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It's probably time for Jason David to have a seat

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I like Jason David, and I can understand why the Saints signed him. On paper, he has the tools to be a pretty good player: he's got pretty good speed, some quickness, some agility and scrappiness to return from a broken forearm in four weeks. On paper, Jason David should be a pretty good cover corner, in the mold of a guy like Dre Bly or Antoine Winfield.

Nevertheless, the Jason David experiment must end. Upon further review, the offensive gameplan drawn up by the Colts in Week 1 -- stop the Saints' front four, find Jason David, throw at Jason David -- is the same one that's been killing the Saints all season-long. That's the gameplan the Rams executed to perfection (by my unofficial count, the Rams hit six immense plays against David -- just many in a steady pattern of picking on him).

If I was an offensive coordinator -- and don't kid yourself, they are all thinking this -- I would remind my quarterback all week to throw at 42. Hell, I would make one of my scout-team corners wear a 42 jersey, just to force my quarterback to get used to throwing at 42. I don't know if David is impressive all week and just struggles on gameday; if that's the case, the Saints should probably cut the third-stringer who can't burn David on a consistent basis.

Take the third down, 40-yard Holt reception, for instance: The Saints had bracket coverage, with David over the top and Bullocks underneath. Bulger made a perfect throw, to be sure, but David stumbled out of his break, allowing the window to open.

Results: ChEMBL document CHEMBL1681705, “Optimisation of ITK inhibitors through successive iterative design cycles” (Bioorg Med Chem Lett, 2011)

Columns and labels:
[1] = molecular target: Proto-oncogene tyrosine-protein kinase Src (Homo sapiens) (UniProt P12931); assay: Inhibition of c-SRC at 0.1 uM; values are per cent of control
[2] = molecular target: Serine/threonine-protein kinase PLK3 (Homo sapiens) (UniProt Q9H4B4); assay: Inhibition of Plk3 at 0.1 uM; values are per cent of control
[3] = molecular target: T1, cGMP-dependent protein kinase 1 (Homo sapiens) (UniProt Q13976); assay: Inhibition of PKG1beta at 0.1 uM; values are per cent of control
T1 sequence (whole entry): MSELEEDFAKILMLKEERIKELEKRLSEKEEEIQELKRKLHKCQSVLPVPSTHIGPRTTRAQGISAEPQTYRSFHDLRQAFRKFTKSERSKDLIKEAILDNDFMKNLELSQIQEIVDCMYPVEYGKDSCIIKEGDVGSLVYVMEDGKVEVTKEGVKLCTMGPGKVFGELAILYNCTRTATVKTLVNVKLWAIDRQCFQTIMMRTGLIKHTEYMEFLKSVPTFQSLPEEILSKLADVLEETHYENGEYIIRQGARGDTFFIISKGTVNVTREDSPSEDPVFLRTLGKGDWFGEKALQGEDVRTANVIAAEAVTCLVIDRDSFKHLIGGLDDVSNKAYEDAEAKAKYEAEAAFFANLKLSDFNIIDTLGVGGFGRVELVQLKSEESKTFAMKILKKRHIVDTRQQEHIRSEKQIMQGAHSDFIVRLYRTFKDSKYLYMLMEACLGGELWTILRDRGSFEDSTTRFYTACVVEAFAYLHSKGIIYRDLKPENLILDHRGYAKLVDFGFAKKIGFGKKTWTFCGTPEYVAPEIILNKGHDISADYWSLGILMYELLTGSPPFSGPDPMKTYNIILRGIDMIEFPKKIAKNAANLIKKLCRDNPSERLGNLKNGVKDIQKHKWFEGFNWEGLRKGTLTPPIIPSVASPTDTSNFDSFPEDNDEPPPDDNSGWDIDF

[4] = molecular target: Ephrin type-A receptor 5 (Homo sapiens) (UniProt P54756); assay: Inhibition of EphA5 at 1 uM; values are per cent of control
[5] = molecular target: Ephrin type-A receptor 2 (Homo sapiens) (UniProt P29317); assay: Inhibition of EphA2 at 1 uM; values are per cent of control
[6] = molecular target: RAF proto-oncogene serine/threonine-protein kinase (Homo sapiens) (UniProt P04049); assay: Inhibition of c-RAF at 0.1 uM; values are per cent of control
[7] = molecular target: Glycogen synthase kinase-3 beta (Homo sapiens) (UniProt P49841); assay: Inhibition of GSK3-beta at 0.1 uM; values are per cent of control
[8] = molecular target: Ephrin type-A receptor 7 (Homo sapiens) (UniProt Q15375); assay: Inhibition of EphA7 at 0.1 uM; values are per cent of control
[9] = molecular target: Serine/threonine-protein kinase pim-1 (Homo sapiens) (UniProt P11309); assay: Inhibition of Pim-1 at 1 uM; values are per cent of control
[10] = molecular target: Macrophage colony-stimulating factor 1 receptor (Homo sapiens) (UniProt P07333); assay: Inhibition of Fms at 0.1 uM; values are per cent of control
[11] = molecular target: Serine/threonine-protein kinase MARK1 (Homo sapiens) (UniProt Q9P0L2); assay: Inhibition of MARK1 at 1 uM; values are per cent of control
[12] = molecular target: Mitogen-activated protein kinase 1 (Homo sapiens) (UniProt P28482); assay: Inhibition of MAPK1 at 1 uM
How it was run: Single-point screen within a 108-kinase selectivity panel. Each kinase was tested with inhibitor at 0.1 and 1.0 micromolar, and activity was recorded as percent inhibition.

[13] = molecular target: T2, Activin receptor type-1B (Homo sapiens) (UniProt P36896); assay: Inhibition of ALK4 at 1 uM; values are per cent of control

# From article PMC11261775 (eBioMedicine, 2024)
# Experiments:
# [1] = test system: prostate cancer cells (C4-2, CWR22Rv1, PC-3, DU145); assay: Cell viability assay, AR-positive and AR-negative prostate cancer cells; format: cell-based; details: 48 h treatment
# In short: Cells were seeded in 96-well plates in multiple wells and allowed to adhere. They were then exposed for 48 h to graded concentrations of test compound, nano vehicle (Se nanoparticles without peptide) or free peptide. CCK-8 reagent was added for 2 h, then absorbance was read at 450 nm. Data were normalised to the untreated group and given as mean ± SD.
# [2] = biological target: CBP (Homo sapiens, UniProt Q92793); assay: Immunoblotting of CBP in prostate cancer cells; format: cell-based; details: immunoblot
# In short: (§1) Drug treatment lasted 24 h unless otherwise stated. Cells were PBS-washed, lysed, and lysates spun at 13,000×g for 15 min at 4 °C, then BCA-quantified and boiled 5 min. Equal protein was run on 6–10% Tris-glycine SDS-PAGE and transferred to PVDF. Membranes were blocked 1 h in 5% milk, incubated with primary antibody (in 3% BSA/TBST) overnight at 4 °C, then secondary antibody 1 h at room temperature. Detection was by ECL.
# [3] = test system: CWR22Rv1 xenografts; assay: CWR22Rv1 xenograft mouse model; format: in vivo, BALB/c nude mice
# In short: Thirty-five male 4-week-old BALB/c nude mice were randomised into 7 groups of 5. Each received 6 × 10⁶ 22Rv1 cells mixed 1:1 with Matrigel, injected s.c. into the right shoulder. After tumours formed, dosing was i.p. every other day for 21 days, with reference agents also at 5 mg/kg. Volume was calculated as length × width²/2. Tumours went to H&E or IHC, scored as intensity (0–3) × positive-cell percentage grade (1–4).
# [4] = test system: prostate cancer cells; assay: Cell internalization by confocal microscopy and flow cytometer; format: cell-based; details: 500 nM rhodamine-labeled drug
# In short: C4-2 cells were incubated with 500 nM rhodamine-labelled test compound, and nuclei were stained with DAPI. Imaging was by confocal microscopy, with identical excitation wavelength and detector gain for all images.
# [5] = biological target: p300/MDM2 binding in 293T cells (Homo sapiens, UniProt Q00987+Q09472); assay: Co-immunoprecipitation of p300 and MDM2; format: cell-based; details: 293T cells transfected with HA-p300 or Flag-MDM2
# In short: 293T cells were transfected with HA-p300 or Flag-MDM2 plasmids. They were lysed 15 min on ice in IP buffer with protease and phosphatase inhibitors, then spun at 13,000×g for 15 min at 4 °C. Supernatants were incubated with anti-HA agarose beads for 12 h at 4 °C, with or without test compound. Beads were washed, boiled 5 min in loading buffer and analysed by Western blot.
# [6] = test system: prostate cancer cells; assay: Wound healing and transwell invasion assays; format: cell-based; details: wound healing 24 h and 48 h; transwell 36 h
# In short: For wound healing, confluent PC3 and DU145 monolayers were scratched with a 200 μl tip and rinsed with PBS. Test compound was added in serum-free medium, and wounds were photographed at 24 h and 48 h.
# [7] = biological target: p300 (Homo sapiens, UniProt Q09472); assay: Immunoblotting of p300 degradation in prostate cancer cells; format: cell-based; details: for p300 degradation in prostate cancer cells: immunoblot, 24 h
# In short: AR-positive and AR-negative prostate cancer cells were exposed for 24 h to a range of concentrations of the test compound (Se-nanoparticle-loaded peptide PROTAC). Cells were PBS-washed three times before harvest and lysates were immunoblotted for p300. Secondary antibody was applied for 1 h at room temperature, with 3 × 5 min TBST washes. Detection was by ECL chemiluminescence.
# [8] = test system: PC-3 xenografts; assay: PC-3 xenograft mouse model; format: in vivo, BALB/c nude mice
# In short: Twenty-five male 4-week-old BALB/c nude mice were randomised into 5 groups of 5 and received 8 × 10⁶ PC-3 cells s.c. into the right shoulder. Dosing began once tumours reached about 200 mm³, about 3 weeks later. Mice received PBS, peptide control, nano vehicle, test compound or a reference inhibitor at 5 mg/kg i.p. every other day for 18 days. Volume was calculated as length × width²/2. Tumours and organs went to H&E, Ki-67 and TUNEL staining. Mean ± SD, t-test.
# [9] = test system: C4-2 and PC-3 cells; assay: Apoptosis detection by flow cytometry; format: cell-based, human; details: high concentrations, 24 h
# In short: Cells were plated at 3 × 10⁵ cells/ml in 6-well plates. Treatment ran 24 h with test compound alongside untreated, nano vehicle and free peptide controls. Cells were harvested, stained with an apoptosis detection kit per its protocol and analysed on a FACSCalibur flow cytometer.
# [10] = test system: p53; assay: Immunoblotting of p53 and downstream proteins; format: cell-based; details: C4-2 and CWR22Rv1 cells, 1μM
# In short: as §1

Same thing with the Bruce touchdown -- David looked to be manned-up on Bruce. Bruce ran a simple out route, David was late, the ball was thrown perfectly and the result was a score.

Look, by all accounts, Jason David is a good guy in the locker room. He's certainly got heart and some physical skills. In the right system, he could probably be a pretty valuable asset. He clearly doesn't fit in this system.

Meanwhile, both of Brees' interceptions and his fumbles happened against the blitz. I'm not sold on that fourth-quarter comeback, Haslett clearly called off the dogs. The Saints had obvious protection issues when faced with the St. Louis blitz.

The first interception looked like a miscommunication -- Patten zigged right, Brees thought he would zag left, the Rams brought heat and the throw was clearly offline. The Saints had Patten manned up against the safety, so I don't fault the read, just the execution.

Against the blitz, Drew must be more willing to eat the ball for a sack, or to throw quickly to his hot receiver for the short gain.

The Saints were just beaten by a team that started two street free agents on their offensive line. That's not a punchline.